The Mariners on Sunday cut four pitchers off their Major League roster, including starting candidates Chris Heston and Cody Martin.

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PEORIA, Ariz. — One of the best pieces of news for the Mariners in spring training has been the health of the team’s five-man starting rotation — with now eight days to go until the season opens, all are healthy.

That, though, means there is now little room left in spring camp for the pitchers the Mariners brought in as starting rotation insurance. So on Sunday the Mariners sent two potential starting candidates out of their Major League camp, optioning Chris Heston to Class AAA Tacoma and re-assigning Cody Martin to the minor league camp.

Heston, who threw a no-hitter as a rookie with the Giants in 2015, was 1-1 with a 6.94 earned run average this spring. Martin, a non-roster invitee who had two starts with the Mariners last season, was 1-1 with a 4.38 era.

The Mariners also re-assigned relievers Nick Hagadone and Jean Machi, each also non-roster invitees, to the minor league camp. The moves leave the Mariners with 37 players in camp.

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“Innings are getting absorbed here by the guys that are going to be on our club so thought it was best to move those guys over keep them stretched out,” said manager Scott Servais.

Heston gave up six runs in 2.1 innings in his last outing on Tuesday. But otherwise Servais said he had a good spring.

“I like Chris Heston a lot,” Servais said. “He fits well on our team and certainly in our clubhouse. Real professional, he’s got some experience there but make a few adjustments to his delivery, get on top of the ball, see a little more depth to his sinker. He’s made some good adjustments, felt very comfortable out of the windup, not so much out of the stretch and that’s what got him the other night. He likes where he’s at, he knows he’s in it for the long haul in making those adjustments so I think you will see him at some point in Seattle.’’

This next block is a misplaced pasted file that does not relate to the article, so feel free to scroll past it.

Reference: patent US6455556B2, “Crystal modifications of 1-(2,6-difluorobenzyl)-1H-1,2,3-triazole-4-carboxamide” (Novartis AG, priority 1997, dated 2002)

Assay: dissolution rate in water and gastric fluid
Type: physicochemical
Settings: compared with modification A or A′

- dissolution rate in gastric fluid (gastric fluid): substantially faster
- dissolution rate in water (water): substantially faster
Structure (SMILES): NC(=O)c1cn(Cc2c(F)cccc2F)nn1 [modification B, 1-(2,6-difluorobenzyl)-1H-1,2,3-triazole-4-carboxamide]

Machi and Hagadone were also battling a numbers game in the bullpen.

Hagadone, a Sumner High grad who played at the University of Washington, is attempting to come back after missing last year with an elbow injury.

“That’s the big thing, he needs to stay healthy and be reliable and durable,” Servais said. “Nick had a history of maybe having the big arm, the 94, 95 left-handed. The injury bug has bitten him a little bit but the one thing he did to open some eyes here is he did throw strikes and he did get his breaking ball over and I thought that would be a challenge for him seeing him early in camp — he does it a little bit differently with the really high slot sometimes those guys have hard a time landing the breaking ball, such a small window to get the ball in there for a strike, He did it. I thought he threw the ball very well, showed very well for a guy that we didn’t really have on the radar until I think late January. Seeing him in the bullpen and our guys say let’s take a shot, bring him to camp he is from the Northwest. He showed very well. We’ll see. He’ll have to stay healthy and pitch well in Tacoma to work his way into our mix.’’